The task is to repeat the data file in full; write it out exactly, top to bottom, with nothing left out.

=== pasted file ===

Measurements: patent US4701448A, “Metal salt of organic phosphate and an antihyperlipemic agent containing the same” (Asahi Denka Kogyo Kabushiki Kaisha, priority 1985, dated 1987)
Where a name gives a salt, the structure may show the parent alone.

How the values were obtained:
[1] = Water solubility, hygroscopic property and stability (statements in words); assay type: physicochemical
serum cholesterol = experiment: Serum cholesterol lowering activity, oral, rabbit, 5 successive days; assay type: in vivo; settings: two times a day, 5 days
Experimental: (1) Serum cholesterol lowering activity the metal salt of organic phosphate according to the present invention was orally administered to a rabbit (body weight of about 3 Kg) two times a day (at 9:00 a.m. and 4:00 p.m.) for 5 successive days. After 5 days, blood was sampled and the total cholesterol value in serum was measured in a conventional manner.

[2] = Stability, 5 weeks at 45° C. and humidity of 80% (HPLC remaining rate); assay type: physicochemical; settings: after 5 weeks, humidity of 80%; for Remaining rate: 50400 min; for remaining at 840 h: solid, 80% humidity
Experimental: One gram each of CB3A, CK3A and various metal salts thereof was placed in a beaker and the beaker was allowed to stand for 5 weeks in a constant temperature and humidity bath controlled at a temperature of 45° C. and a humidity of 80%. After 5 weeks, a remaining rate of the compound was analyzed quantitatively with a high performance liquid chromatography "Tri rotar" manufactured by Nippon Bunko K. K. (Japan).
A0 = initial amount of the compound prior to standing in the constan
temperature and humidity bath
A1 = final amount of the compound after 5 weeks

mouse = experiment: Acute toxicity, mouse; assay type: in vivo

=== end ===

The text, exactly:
Measurements: patent US4701448A, “Metal salt of organic phosphate and an antihyperlipemic agent containing the same” (Asahi Denka Kogyo Kabushiki Kaisha, priority 1985, dated 1987)
Where a name gives a salt, the structure may show the parent alone.

How the values were obtained:
[1] = Water solubility, hygroscopic property and stability (statements in words); assay type: physicochemical
serum cholesterol = experiment: Serum cholesterol lowering activity, oral, rabbit, 5 successive days; assay type: in vivo; settings: two times a day, 5 days
Experimental: (1) Serum cholesterol lowering activity the metal salt of organic phosphate according to the present invention was orally administered to a rabbit (body weight of about 3 Kg) two times a day (at 9:00 a.m. and 4:00 p.m.) for 5 successive days. After 5 days, blood was sampled and the total cholesterol value in serum was measured in a conventional manner.

[2] = Stability, 5 weeks at 45° C. and humidity of 80% (HPLC remaining rate); assay type: physicochemical; settings: after 5 weeks, humidity of 80%; for Remaining rate: 50400 min; for remaining at 840 h: solid, 80% humidity
Experimental: One gram each of CB3A, CK3A and various metal salts thereof was placed in a beaker and the beaker was allowed to stand for 5 weeks in a constant temperature and humidity bath controlled at a temperature of 45° C. and a humidity of 80%. After 5 weeks, a remaining rate of the compound was analyzed quantitatively with a high performance liquid chromatography "Tri rotar" manufactured by Nippon Bunko K. K. (Japan).
A0 = initial amount of the compound prior to standing in the constan
temperature and humidity bath
A1 = final amount of the compound after 5 weeks

mouse = experiment: Acute toxicity, mouse; assay type: in vivo